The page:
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I may be being unduly cynical BUT I think these so-called 'clean air' charges are just a potential source of revenue for local authorities and yet another hit on an easy target - the motorist. Rather annoyingly Newcastle and Gateshead are "consulting" on introducing them and although I and others have made our views clear it is inevitable the 'charge' will be introduced here, despite there being a distinct lack of strategic thinking taking into account the immediate and longer term impact of "driving" out traditional (existing) engine technology in favour of 'possible' technology.

Yes it can be dirty and no doubt does throw up polluting and dangerous fumes together with the environmental impact of making and disposing of the things - BUT that ignores the real world issue of how to provide economic transport for the people and goods that we all need to survive.

Until such time as alternative technologies come along that are economic and viable the push to rid the world of existing cars is both naive and futile since no country could possibly afford to risk an outright ban or cough up (no pun intended) sufficient compensation for owners to force them to change.

So it seems to me it is all political wind which like the real wind will change direction to suit the agendas of the political elite who think they know what is best for us all but in doing so ignore the REAL world.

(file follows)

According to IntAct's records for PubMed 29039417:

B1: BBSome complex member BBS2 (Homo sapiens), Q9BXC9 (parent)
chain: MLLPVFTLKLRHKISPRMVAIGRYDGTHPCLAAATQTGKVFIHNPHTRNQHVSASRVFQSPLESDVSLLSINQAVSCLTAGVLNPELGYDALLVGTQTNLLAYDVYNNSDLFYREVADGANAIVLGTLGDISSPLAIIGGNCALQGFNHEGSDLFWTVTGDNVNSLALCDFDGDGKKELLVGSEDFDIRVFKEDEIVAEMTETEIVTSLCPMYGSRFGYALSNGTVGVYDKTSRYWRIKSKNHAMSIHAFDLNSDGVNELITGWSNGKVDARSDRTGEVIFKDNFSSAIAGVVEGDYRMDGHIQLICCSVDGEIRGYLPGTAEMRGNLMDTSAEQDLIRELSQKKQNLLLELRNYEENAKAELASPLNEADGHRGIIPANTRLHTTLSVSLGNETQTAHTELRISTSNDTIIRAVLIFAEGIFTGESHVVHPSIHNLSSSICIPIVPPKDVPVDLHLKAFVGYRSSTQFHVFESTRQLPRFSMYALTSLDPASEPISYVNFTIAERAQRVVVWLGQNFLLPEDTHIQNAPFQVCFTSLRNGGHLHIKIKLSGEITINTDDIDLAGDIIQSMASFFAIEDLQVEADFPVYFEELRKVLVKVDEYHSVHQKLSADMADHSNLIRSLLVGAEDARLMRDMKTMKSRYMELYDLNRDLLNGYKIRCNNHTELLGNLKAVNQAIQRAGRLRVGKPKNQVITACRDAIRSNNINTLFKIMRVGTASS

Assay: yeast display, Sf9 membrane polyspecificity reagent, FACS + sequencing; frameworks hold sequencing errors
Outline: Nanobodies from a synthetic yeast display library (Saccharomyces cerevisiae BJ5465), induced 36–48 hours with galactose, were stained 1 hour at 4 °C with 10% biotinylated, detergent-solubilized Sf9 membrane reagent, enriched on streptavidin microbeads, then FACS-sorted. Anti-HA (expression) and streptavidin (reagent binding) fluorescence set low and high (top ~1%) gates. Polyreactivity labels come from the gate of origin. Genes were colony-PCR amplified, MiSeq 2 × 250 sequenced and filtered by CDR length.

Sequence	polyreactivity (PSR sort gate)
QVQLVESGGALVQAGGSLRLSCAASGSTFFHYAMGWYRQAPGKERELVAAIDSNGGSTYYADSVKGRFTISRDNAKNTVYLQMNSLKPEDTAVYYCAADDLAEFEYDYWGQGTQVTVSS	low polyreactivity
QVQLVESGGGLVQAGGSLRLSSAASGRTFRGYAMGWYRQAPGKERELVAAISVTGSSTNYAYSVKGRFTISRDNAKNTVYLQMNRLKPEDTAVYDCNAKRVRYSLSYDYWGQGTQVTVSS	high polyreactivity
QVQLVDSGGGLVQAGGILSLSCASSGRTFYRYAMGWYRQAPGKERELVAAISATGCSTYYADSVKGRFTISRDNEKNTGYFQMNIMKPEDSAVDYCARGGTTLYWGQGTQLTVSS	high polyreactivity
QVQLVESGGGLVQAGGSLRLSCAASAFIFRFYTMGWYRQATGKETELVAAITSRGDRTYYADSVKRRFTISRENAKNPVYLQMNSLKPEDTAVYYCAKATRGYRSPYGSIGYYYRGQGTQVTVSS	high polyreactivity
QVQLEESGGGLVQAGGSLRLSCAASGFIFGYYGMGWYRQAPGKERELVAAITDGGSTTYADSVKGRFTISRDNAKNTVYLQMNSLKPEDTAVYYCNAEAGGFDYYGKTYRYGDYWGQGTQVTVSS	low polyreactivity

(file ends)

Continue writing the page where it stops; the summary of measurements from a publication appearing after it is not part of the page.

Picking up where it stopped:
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Not to be rude but the Aston Martin ceo has a point however he's a rich entrepreneurs looking out for his business. Do have to say some hybrid engines are great. I saw a Mercedes s500 which is a petrol hybrid which has a 5.2 sec 0 to 60 and claimed 100mpg. Only thing with mpg figures is is that with both the petrol engine and electric motor both working or is it one or the other on? Some of volvos newer hybrids have performance and economy also which I like. 

Personally with this ULEZ charge they need to consider the people who can't afford to get a compliant car. Me for example I can't afford a 2015 or newer diesel as they are a lot of money and in terms of petrols from 2005 there are cheap ones around like my Peugeot 107 however some people might want a bigger more practical car. I'd want a cheap to run car as it'll help me save more money later on to put towards another car or a property. Black cabs for example are exempt and they spit out the most rubbish compared to other taxis. 

 

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34 minutes ago, zain611 said:

Do have to say some hybrid engines are great.

The daft thing about this is, if you read the D of E comments linked to the article I mentioned, that they are saying cars with some form of electrification are ok. So all you need to do is get yourself a really, really top job after you've finished your studies, buy yourself an S500 and you're sorted!😀